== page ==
When you look at the Earth from space how come it doesn't look like it's spinning?

14 Answers

  • 1 decade ago
    Favorite Answer

    Also depends which direction the point of reference or spacecraft that you are viewing from, is moving, If it is moving with the earth's rotation, the earth will look stationary, but the stars/planets will move. If you in the spacecraft is moving across the earth's rotation, the rotation will be amplified.

  • 1 decade ago

    Could it possibly be because the view that you have is from an object or platform which is moving very fast, also? Or, could it be that you only looked at it for a minute or so, and didn't wait long enough to detect any changes in the view due to rotation?

    When were you last in space, looking down and viewing Earth?

    Consider this...

    The Earth is spinning completely around once every 24 hours.

    And, the Earth is 7,926 miles in diameter which gives us a circumference of 24,887 miles (for a perfect sphere which Earth is not). So the speed of rotation is a bit more than 1,000 miles per hour - right?

    Now, if you wanted to view the Earth from a stationary point in space, the first thing you would have to do is get up off the ground, and begin moving the opposite direction from the one in which the Earth is turning, at the same speed that the Earth is turning. So, for all practical purposes, you would be moving over the surface of the earth at about 1,000 miles per hour. At that speed I can assure you that you will notice the rotation of the Earth's surface.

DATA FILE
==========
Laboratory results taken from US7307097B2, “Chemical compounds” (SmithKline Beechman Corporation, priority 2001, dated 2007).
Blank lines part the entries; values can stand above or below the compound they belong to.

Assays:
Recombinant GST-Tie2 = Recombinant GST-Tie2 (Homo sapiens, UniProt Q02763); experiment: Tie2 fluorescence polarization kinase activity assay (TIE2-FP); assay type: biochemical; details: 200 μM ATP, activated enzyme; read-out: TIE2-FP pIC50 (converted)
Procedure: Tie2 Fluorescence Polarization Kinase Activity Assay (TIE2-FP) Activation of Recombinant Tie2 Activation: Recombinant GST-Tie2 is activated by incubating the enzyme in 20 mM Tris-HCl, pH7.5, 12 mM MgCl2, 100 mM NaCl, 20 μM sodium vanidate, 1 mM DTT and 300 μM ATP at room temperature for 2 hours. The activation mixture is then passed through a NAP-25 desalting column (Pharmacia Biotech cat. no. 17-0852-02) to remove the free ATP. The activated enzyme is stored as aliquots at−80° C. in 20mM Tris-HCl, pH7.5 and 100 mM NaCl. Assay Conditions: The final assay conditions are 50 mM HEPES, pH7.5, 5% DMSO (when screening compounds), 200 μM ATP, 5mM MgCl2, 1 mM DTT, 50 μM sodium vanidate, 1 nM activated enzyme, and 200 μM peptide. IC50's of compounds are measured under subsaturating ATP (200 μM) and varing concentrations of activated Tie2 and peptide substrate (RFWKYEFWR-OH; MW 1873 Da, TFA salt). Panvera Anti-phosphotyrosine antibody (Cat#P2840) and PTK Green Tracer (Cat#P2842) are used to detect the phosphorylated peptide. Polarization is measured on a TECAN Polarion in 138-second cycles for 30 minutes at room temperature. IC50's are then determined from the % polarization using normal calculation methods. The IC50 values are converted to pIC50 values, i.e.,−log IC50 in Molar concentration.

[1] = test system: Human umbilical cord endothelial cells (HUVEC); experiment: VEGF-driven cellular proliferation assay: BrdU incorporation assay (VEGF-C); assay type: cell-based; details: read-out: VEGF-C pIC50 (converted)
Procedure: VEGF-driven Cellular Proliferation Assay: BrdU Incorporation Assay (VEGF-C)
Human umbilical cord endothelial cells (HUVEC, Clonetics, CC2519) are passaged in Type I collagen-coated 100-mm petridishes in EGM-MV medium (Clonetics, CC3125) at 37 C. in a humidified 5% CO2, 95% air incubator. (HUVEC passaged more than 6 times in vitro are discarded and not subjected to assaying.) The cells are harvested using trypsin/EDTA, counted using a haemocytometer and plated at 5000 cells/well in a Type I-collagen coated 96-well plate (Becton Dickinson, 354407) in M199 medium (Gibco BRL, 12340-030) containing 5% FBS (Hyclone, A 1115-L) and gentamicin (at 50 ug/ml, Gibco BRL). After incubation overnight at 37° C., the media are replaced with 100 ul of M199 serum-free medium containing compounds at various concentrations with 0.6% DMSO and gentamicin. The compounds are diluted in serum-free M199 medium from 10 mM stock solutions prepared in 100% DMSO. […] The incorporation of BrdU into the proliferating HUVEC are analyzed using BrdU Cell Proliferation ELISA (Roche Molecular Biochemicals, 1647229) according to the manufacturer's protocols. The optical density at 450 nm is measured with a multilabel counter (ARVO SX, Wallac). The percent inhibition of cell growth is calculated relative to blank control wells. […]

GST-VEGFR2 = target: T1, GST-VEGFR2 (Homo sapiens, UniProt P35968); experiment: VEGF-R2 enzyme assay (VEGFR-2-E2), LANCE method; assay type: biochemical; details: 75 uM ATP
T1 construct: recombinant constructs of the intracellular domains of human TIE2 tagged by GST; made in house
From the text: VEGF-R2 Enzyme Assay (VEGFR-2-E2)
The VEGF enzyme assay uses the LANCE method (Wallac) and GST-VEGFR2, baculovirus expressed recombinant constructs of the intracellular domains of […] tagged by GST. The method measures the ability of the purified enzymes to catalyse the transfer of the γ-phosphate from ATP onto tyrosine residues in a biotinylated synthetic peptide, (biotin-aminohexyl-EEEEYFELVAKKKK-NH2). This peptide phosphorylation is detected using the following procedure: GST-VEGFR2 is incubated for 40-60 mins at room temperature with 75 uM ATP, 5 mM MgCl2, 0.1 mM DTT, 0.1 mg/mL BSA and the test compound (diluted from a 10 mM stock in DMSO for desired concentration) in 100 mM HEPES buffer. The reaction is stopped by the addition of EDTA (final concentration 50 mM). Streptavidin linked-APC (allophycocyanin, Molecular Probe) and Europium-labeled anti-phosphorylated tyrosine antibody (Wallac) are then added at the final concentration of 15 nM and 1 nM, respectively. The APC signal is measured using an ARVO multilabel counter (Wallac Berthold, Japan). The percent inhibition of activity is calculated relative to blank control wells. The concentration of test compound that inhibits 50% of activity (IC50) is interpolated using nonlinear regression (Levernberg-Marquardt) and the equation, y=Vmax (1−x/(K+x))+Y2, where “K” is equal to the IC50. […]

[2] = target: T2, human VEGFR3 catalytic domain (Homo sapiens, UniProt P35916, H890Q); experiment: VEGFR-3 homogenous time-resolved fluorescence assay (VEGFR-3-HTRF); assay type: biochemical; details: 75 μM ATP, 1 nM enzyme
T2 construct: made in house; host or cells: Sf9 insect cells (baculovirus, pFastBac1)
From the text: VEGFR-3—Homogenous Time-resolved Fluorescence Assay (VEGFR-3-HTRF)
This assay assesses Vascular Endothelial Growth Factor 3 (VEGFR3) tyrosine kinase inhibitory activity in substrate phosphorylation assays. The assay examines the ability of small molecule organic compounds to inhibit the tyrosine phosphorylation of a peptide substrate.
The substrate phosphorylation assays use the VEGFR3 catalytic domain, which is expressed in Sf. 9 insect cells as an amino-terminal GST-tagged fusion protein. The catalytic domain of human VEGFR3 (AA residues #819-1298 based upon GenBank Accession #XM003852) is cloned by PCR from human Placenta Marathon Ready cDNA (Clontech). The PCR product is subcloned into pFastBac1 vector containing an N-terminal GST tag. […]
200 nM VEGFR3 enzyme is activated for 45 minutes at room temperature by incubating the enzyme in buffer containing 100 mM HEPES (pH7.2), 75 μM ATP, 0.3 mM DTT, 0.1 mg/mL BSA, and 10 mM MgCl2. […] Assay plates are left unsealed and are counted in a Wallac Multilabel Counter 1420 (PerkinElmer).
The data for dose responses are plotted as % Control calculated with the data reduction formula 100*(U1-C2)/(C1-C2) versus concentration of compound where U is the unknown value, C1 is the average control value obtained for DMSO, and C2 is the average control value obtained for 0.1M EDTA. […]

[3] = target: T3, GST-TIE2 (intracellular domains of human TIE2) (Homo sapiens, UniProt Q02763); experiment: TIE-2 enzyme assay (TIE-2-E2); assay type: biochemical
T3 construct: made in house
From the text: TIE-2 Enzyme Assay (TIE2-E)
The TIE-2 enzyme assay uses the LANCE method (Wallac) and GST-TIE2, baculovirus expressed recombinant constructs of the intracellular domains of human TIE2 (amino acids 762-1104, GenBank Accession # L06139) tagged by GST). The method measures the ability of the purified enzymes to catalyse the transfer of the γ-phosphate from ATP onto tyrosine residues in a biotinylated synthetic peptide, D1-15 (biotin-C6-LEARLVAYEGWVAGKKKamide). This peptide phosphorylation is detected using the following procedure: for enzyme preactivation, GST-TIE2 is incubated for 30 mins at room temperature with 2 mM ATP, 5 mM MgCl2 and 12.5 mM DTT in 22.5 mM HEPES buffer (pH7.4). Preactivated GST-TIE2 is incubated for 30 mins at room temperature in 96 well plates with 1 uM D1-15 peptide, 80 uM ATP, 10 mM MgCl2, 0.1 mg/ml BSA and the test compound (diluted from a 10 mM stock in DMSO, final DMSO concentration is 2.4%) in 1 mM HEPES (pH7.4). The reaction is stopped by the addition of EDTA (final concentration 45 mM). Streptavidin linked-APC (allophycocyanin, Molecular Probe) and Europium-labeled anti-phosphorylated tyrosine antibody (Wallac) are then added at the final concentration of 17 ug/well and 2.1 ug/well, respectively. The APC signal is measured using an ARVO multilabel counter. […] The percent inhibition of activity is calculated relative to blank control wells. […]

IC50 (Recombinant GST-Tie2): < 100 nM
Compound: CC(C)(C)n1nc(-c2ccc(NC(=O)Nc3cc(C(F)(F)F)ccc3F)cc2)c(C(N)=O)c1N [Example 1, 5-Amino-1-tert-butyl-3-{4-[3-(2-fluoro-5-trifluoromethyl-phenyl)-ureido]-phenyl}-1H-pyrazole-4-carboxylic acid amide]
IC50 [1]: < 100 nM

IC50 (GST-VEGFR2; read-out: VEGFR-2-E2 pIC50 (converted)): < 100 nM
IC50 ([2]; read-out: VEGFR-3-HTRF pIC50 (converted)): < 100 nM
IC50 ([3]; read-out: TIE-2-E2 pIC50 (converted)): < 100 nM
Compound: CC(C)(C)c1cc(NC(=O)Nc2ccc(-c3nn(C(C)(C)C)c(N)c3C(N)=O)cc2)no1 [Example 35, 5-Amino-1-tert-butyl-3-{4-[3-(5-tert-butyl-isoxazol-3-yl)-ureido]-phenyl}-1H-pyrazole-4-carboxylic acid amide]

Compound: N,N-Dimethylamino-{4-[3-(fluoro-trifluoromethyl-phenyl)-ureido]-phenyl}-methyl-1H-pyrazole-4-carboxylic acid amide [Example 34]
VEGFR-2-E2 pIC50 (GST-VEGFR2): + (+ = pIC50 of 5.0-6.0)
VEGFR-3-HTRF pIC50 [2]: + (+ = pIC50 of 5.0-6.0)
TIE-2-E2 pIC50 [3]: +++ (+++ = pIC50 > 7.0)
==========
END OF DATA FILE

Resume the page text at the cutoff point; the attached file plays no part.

• 1 decade ago

    The earth spins pretty fast... about 1k miles an hour. However, it's size slows the appearence of it's rotation.

    Now, think of a 3.5" disk spinning at 1000 miles an hour... Pretty fast huh? But a 100' disk will appear to spin slower.

    Keep in mind the earth moves in a lineal direction of 67k miles an hour.

    Also, those satellites that take pictures of the earth are for the most part trapped in the earth's magnetic feild. When you combine that fact with the flash speed of the pictures taken by the satellites, the pictures the satellites take look still.

  • 1 decade ago

    The hour hand doesn't look like its spinning on a clock either, but it is. The earth is large. So the speed verses the earth's size is small so it looks as if it isn't even moving.

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  • 1 decade ago

    Usually you are looking at it from a satellite or spacecraft that is moving also. If you look at some of the shuttle mission tape, you will see the earth slowly moving, this is probably more a difference between the shuttle speed and the earths rotation rather than just earth rotation alone.

  • L
    Lv 4
    1 decade ago

    Have you ever been up in an airplane, say, 25,000 feet? When you look down at traffic on an Interstate, they certainly don't look like they're traveling at 70 mph or better. Same thing with the Earth turning. When you look at anything moving from far away it seems to move slower.

  • 1 decade ago

    24 hours to spin 360 degrees

    and depending on the platform taking the pictures of the Earth

    the object may be in geo-syncronous orbit... meaning it stays above the same spot on Earth All the time.

  • 1 decade ago

    When you look at a clock from where you are, how come the hour hand doesn't look like it's spinning?

  • eri
    Lv 7
    1 decade ago

    It's spinning very slowly. It takes an entire day to go around - you won't really notice by sitting there watching, unless you watch for an hour or two.

  • 1 decade ago

    it spins quite fast,yes but depending on da spd zzzz oh whoops ! depending on the speed u r going at like a plane u see cars moving verry slowly!

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